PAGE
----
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Taylor Swift review: Surprise album Folklore is her most grown-up, and her best

Folklore, Taylor Swift’s surprise album is more sorrowful, intimate bedroom pop than folk, but it’s her most grown-up album to date… and her best

Taylor Swift                                       Folklore                                                  Out now  

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Taylor Swift’s Instagram is quite something. While following nobody herself, she has 137 million followers. Even if half of those accounts were fake, she would still have a vast audience, hanging on her every selfie. On Thursday she had news for them: at midnight she was going to release a new album.

Surprise! Swift is normally a very methodical superstar. Her first five albums appeared like clockwork, in the autumn of 2006, 2008, 2010, 2012 and 2014. She gave herself an extra year to make Reputation (2017), before reverting to form with Lover (late summer last year). Her career has often felt like one big masterplan.

But then came lockdown, which did funny things to many of us. For Swift it meant discovering spontaneity. In late April she approached a new co-author, who has (remotely) helped to write nine of these 16 songs. For today’s pop stars, working at that speed is unheard of.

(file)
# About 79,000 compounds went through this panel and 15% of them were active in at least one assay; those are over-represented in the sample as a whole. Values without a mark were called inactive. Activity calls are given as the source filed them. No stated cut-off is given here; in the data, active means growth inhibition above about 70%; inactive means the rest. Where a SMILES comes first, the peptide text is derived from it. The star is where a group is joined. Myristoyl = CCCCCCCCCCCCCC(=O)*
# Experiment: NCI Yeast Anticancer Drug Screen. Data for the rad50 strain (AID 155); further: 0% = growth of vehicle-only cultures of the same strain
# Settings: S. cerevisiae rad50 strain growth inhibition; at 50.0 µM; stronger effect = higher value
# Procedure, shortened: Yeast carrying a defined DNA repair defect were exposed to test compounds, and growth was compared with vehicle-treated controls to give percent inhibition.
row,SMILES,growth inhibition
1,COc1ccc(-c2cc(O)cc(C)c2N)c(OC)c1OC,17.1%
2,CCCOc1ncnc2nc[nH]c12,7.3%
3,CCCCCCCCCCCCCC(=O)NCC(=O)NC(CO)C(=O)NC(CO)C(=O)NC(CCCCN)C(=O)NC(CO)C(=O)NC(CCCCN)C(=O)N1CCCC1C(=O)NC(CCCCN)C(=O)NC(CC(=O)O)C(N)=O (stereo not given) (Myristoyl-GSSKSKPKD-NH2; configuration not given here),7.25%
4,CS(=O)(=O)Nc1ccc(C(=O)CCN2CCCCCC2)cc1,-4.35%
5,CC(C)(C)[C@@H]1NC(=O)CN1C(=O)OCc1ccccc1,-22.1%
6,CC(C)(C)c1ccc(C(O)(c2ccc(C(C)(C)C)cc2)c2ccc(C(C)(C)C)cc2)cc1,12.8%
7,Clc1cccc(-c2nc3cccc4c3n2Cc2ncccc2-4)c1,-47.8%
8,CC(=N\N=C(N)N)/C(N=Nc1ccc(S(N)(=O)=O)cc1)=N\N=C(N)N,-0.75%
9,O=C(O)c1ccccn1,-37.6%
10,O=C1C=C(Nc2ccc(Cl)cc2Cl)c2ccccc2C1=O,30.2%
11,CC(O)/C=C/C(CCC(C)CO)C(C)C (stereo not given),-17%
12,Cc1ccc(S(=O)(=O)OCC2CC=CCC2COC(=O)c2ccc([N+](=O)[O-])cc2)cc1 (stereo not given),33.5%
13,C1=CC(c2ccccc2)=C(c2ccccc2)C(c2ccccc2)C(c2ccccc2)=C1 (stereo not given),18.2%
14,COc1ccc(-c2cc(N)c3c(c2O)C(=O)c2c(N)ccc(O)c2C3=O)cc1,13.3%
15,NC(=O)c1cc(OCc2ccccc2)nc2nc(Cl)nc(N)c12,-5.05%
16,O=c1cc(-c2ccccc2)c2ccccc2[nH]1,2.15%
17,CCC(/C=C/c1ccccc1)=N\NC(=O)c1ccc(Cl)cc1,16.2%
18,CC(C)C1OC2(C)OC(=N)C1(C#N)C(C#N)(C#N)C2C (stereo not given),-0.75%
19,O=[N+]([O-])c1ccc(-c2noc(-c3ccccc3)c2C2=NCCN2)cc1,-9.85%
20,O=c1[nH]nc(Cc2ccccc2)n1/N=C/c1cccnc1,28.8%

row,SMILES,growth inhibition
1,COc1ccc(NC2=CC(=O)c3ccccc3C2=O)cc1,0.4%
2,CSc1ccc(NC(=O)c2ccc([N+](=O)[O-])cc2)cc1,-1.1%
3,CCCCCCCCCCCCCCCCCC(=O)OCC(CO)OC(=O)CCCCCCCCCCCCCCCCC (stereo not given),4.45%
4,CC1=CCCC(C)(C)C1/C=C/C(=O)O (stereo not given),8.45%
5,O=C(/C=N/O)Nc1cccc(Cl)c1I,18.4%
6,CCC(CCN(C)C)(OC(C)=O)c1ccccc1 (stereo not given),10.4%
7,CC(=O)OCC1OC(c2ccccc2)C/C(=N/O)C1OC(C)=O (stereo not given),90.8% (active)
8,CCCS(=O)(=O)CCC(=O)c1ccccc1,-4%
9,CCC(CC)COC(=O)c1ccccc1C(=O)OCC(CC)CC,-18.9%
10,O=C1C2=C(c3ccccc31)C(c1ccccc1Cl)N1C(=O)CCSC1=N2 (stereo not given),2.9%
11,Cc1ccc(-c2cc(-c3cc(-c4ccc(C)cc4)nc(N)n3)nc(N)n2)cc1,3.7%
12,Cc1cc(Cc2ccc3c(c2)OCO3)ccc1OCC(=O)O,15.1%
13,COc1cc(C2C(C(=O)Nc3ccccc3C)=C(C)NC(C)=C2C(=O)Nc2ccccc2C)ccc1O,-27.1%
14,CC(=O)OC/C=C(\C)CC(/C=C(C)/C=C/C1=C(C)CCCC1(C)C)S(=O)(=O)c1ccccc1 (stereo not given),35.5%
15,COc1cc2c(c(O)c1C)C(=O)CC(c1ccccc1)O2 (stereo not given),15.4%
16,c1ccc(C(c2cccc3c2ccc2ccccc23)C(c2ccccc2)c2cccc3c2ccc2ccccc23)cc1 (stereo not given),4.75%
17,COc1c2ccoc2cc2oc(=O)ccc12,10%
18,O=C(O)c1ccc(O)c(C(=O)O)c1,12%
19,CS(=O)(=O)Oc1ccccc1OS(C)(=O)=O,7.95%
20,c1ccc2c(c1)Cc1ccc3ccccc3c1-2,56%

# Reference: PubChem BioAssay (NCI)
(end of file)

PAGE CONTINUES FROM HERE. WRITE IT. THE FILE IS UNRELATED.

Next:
Taylor Swift is too mainstream to be indie, and calling an album Folklore doesn’t make her a folk singer. These are bedroom pop songs – small, intimate, tinkly and sorrowful

Taylor Swift is too mainstream to be indie, and calling an album Folklore doesn’t make her a folk singer. These are bedroom pop songs – small, intimate, tinkly and sorrowful

In another surprise, the new collaborator is Aaron Dessner of The National, famous for his brooding hipster folk-rock. Swift, who once amazed America by abandoning country music for pop, has changed course again. 

On Wikipedia, where people take their taxonomy seriously, this record was instantly labelled ‘indie folk’. That turns out to be misleading. Taylor Swift is too mainstream to be indie, and calling an album Folklore doesn’t make her a folk singer. These are bedroom pop songs – small, intimate, tinkly and sorrowful.

On Lover, Swift was mad about a boy (actor Joe Alwyn). Now, just turned 30, she gives every impression of being heartbroken. Which, at the risk of being heartless, makes for better music.

If you didn’t know Dessner was involved, you wouldn’t guess. Rather than leave his own stamp, he brings out something new in Swift – a rueful wisdom, which makes her innate catchiness more interesting. Folklore is her most grown-up album, and her best. 

Read more at DailyMail.co.uk